The boss’s voice was east-coast American. It was the voice of someone who had gone to Yale, which maybe he had, before something happened and he had to dress up in browns, complete with “My Name Is Derek. How May I Serve You?” stamped on his shirt.
He spent a minute finishing something he was doing on the desk. Then he looked at us and said, “I’m sure you don’t know this, so I’ll tell you: the King George Hotel is the premier hospitality destination of this island. The owners intend to keep it that way. For that reason, they employ a large staff of slappies. That’s why you are here. If you give the hotel its money’s worth, things will go well for you. You’ll get your grub and your browns and your bunk, and I’ll leave you alone. If you don’t, you’ll wish that you had. If you understand me, say ‘yes boss.’”
“Your work will be assigned to you. You will do your work. You will not complain, and you will not talk to freemen, unless the freemen talk to you. If they do, you will say nothing about yourself or any other slap. You will say nothing about what goes on down here in the quarters. You will give the freemen Yes sir and No sir and Very well sir, and that will be all. If you receive an order from one of the freeman staff, you will follow that order. If you receive an order from a guest or a freeman on the street, you will say ‘Thank you sir, I must discuss that with my boss, sir.’ Do you understand?”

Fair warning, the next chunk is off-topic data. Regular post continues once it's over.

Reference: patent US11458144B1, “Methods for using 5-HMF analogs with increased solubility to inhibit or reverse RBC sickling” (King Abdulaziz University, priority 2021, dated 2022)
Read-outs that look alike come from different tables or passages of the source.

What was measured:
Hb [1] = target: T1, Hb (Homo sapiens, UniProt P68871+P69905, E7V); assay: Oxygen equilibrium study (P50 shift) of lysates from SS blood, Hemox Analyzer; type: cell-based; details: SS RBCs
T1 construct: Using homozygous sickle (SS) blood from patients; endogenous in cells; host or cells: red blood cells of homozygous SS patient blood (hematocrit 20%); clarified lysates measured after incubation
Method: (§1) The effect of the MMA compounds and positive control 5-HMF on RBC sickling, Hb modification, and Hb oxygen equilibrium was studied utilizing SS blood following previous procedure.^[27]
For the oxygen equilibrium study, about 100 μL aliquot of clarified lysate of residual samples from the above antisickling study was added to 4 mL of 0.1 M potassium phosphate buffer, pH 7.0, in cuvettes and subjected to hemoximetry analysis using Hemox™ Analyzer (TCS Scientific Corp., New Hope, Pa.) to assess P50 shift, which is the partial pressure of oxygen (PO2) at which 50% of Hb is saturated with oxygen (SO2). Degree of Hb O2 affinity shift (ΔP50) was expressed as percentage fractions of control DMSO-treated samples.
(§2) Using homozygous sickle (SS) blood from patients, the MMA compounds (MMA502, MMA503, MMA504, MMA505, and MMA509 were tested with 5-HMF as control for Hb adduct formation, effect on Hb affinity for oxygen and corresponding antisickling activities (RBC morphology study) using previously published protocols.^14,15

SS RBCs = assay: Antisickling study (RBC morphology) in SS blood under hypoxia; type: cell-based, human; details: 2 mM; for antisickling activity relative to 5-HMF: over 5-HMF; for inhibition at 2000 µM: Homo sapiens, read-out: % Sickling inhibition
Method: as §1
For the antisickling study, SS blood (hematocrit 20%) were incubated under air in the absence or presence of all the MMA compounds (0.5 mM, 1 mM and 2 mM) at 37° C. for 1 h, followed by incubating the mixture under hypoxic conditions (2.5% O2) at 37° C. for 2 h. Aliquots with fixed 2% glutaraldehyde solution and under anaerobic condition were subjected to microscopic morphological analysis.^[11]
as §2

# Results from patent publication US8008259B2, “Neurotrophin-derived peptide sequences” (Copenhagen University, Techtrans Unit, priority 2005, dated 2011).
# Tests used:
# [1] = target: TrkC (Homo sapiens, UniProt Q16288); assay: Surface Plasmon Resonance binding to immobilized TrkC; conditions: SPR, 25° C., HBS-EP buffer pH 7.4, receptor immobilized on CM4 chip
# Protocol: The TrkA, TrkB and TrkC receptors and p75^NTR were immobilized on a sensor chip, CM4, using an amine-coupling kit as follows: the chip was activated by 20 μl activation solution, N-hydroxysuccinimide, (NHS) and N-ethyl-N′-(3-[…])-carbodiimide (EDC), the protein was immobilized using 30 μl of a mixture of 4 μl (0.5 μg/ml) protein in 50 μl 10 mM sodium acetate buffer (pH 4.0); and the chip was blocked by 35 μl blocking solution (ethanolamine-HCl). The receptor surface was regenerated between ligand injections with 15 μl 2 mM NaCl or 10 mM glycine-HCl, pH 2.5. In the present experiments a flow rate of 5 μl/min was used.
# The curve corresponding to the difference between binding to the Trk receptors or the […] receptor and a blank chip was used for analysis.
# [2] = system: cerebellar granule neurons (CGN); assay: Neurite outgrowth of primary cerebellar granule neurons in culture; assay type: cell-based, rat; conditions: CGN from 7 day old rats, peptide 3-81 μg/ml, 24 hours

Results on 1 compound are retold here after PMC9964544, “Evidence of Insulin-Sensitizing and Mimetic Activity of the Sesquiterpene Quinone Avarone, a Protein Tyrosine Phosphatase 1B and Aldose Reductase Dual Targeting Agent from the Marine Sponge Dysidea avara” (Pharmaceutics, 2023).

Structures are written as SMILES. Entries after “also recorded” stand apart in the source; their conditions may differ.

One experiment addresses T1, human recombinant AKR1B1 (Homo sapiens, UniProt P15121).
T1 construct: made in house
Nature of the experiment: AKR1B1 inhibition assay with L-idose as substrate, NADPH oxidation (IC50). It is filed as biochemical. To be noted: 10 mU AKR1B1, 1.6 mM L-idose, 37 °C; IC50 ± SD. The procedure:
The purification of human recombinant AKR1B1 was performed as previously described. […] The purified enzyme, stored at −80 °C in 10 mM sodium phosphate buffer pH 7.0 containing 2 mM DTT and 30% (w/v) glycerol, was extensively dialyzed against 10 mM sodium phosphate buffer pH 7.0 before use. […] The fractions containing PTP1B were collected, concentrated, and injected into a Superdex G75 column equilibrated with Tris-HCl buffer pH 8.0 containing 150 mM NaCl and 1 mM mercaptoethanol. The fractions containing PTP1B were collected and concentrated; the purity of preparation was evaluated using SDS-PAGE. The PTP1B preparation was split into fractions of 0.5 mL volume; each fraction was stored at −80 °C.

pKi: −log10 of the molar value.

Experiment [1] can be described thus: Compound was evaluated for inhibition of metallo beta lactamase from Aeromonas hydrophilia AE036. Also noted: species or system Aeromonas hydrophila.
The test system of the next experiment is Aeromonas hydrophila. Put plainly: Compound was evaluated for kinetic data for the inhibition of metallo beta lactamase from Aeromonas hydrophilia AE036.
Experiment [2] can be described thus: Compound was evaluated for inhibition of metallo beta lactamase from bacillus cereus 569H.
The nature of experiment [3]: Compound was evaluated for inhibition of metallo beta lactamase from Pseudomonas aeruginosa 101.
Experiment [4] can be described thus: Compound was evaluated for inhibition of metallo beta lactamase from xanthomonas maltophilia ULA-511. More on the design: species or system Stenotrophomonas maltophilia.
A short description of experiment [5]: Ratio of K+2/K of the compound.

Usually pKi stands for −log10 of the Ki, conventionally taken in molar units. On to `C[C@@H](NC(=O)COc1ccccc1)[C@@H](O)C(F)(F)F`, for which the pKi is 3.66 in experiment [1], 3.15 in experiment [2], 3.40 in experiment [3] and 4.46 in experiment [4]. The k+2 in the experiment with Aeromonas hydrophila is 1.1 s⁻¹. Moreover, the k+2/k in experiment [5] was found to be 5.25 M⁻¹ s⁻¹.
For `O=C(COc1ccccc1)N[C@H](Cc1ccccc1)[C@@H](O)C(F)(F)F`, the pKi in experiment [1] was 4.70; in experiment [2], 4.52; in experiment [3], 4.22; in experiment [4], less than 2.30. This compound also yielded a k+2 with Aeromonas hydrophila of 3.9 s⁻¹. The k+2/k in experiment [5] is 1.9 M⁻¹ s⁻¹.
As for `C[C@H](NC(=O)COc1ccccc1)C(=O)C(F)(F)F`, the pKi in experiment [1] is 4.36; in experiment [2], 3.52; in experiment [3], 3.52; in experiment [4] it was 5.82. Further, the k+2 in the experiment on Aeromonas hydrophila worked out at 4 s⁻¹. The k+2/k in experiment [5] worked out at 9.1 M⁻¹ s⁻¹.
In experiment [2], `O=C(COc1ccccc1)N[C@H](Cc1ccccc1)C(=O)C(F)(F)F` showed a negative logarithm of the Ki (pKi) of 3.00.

“Your job is to keep yourself neat, to keep yourself clean, to do as you’re told, and to keep your mouth shut around the freemen. If you don’t do the first three things, you will be punished. If you don’t do the last one, you will be killed. No one will know how, and no one will care. But you will be dead. Do you understand?”
“Yes . . . boss!” What the fuck! This was the same as back in the Coop.
He reached into his desk and pulled two small objects out. They were round steel tags with “KGH” inscribed on them. The letters were silver, and there was a gold-colored crown on top of them. “Bend down,” he said, and he clipped one of them to the front of my collar, like a dog tag. “Now you’ll remember who owns you.” Then he did the same to Kristian. I noticed that Boss Derek was wearing the same tag.